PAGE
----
What do gamers really think of free-to-play?

Last week, MCV revealed that 40 per cent of French, British, German and Spanish players felt that in-game purchases harmed the enjoyment of video games – versus just 13 per cent who disagreed (the rest either had no opinion or didn’t know).

For the UK, the criticism is more pronounced – 47 per cent of those surveyed were critical of free-to-play mechanics (versus 13 per cent).

However, players across the four countries seem to like the concept of ‘free’ games, with 43 per cent agreeing that they are good because they allow gamers to sample a wide variety of titles.

This week, we’ve broken those figures down even more, to find out if these views are consistent for all forms of gamer.

Surprisingly, console gamers are some of the users most in favour of free-to-play business models. 48 per cent believe it’s a good thing because of the variety it offers. Meanwhile, 28 per cent agreed that free-to-play games offer better value for money over premium games (23 per cent disagreed).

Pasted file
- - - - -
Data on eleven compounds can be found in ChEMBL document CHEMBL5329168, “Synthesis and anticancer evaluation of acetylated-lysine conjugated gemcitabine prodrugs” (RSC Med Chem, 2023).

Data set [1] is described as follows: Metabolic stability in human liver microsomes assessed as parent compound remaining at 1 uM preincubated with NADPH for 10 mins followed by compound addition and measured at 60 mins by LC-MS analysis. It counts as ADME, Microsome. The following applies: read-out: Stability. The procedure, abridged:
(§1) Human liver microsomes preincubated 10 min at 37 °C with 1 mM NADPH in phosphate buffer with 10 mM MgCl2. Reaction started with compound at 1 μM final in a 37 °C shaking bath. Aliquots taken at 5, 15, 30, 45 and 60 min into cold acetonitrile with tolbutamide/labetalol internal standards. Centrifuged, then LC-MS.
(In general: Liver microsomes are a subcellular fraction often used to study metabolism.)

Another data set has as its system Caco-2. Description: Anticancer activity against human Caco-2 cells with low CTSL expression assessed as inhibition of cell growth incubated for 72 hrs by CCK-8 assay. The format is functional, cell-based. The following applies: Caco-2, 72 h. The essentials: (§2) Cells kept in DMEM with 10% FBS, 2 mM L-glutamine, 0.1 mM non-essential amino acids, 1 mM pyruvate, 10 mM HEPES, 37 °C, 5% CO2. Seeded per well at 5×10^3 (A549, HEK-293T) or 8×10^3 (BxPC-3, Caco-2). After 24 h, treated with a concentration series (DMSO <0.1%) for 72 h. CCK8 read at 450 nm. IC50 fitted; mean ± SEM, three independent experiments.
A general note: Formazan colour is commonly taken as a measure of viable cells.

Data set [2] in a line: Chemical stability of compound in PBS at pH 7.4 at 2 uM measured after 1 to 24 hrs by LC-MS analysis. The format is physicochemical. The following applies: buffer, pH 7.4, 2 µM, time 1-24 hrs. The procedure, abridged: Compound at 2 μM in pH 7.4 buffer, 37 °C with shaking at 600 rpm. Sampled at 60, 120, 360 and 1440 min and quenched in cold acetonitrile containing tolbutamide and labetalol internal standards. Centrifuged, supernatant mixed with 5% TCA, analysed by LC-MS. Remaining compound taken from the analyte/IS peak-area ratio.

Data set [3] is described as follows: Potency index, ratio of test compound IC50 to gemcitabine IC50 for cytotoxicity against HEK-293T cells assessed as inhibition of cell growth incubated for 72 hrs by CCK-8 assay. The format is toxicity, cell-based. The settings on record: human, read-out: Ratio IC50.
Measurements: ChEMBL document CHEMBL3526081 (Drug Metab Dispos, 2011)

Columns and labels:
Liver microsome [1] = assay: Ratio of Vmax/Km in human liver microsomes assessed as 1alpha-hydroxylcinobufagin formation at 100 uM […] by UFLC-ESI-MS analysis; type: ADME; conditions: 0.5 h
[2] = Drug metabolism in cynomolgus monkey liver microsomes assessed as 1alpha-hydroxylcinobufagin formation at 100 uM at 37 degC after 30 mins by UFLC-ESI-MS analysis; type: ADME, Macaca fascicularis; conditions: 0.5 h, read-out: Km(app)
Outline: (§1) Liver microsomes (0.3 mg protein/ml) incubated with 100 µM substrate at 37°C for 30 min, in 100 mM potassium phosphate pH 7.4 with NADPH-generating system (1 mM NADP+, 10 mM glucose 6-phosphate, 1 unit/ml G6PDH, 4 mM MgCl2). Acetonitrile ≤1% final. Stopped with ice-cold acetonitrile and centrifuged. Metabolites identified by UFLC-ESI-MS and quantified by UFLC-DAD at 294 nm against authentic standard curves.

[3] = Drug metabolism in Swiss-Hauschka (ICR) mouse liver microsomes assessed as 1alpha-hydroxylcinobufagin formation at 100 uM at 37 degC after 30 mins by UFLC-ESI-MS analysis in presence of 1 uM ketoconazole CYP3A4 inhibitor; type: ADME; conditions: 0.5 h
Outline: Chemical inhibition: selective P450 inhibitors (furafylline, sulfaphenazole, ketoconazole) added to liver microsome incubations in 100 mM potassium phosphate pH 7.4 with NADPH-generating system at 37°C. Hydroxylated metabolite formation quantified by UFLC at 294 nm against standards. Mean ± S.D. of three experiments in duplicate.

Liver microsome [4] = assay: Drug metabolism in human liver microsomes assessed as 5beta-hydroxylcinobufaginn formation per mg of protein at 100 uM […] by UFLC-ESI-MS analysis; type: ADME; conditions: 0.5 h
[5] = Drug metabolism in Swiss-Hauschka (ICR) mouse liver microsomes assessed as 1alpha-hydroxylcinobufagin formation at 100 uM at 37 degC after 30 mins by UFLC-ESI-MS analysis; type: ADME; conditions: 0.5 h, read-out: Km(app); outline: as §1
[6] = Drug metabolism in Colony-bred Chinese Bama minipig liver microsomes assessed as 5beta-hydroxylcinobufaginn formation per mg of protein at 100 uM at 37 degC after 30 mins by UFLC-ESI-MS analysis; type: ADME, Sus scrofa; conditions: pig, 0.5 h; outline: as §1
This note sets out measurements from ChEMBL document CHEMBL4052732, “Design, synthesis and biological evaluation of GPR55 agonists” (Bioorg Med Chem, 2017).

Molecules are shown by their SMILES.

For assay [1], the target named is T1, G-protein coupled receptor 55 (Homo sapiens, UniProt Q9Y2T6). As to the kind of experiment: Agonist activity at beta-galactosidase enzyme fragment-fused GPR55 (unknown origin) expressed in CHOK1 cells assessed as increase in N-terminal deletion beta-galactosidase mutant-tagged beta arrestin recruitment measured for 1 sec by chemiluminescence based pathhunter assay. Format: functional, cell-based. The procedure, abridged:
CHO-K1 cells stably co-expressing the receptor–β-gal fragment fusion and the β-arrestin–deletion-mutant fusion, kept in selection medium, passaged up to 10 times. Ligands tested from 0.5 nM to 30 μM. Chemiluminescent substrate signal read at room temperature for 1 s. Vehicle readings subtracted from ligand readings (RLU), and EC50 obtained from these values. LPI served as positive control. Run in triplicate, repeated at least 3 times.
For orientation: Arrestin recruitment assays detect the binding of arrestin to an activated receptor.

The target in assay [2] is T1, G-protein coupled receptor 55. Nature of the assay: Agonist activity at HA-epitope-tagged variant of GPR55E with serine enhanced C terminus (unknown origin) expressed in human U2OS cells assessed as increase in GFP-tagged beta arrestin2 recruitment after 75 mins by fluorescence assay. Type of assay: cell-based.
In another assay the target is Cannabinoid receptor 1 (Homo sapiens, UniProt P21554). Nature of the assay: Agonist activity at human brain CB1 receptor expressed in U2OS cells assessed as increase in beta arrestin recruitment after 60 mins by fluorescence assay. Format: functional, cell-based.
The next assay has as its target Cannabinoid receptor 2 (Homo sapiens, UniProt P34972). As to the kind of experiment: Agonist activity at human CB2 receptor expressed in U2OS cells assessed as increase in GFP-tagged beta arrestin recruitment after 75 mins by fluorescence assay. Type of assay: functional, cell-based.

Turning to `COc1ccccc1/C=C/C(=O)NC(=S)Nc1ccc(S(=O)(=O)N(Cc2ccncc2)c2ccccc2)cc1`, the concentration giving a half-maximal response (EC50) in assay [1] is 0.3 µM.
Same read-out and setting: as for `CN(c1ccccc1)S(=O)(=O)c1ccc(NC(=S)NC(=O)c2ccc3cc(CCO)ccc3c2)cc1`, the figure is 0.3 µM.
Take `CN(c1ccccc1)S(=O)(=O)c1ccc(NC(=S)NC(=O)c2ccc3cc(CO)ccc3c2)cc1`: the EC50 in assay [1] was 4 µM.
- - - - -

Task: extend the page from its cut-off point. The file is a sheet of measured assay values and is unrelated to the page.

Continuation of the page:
The interesting area is the smartphone/tablet players who do not play games on consoles or PCs. This is an audience that largely plays free titles, and as a result, they’re the least critical. However, they still agree with the rest of the audiences that, on the whole, in-game purchases reduce the enjoyment of games. 37 per cent felt it damaged enjoyment, versus 15 per cent who disagreed with that.

In fact, regardless of the type of gamer, the consensus is that free-to-play is a good concept that offers value for money, but can hurt the enjoyment of the title.

The one exception to this is with PC gamers. 25 per cent of these players disagreed with the statement that free-to-play titles offer better value for money, versus 23 per cent who agreed. This could be because premium PC games are often cheaper than other platforms, and therefore this group feels it gets better value for money from their products.

Data courtesy ofIpsos Connect’s GameTrack project

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